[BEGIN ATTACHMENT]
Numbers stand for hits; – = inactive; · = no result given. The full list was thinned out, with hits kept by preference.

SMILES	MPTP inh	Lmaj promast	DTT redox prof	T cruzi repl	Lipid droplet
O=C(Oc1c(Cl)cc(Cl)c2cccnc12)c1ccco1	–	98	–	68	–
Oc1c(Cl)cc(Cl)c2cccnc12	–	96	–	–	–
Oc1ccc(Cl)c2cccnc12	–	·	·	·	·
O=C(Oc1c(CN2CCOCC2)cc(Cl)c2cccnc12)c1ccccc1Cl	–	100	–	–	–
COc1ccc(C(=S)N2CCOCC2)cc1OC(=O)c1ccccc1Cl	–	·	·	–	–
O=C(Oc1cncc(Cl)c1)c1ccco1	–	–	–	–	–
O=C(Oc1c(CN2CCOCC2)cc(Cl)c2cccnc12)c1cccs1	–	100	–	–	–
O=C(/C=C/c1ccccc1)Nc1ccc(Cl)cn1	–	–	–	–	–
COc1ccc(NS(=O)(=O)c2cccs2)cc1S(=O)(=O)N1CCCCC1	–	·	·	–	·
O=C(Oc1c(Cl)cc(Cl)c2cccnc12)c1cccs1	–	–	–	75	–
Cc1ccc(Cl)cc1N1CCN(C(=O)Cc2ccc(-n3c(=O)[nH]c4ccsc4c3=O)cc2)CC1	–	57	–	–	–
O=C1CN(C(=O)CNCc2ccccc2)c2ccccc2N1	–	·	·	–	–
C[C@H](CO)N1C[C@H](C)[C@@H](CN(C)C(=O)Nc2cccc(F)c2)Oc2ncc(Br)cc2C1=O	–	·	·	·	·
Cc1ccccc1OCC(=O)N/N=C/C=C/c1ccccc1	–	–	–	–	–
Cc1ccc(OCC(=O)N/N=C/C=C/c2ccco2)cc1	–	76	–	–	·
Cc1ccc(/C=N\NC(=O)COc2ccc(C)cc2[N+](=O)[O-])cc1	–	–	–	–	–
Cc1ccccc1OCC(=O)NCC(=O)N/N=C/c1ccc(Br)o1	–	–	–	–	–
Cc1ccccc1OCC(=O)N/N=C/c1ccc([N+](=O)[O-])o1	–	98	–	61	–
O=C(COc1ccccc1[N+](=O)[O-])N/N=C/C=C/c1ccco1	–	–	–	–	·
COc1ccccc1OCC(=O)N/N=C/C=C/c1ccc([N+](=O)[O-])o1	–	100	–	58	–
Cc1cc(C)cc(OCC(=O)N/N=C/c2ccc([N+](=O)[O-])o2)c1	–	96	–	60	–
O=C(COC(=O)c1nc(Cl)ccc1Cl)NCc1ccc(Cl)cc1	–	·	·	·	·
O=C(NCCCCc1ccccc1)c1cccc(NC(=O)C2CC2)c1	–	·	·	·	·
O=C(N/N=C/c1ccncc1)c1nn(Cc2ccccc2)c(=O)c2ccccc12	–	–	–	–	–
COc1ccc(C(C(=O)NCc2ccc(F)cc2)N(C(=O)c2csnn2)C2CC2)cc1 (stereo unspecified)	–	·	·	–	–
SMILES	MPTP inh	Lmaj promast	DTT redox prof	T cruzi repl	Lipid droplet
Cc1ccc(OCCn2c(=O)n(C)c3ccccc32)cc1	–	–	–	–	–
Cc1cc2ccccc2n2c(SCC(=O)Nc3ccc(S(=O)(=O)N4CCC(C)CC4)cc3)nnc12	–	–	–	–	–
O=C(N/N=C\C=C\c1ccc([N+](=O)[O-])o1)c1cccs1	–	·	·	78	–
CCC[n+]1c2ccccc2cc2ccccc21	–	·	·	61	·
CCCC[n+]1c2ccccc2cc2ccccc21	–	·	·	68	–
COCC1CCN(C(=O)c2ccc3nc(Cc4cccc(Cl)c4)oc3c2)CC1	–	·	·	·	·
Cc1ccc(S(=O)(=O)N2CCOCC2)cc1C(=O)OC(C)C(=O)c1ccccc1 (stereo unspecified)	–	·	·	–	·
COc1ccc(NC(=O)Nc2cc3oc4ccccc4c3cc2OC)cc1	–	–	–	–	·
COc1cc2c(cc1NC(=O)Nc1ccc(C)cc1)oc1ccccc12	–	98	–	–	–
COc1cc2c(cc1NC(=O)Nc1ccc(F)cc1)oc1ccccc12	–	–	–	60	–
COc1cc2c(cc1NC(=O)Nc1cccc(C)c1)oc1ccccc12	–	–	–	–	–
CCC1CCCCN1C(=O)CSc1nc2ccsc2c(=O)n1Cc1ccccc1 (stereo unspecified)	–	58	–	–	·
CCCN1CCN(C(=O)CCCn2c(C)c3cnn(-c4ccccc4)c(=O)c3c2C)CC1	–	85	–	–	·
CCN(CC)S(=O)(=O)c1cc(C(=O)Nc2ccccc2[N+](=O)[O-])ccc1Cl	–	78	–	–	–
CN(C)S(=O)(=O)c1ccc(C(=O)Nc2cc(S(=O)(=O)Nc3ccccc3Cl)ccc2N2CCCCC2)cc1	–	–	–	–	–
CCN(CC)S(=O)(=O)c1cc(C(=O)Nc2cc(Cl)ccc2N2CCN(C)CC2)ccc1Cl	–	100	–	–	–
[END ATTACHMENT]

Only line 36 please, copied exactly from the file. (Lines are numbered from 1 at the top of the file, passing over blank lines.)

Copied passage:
COc1ccc(NC(=O)Nc2cc3oc4ccccc4c3cc2OC)cc1	–	–	–	–	·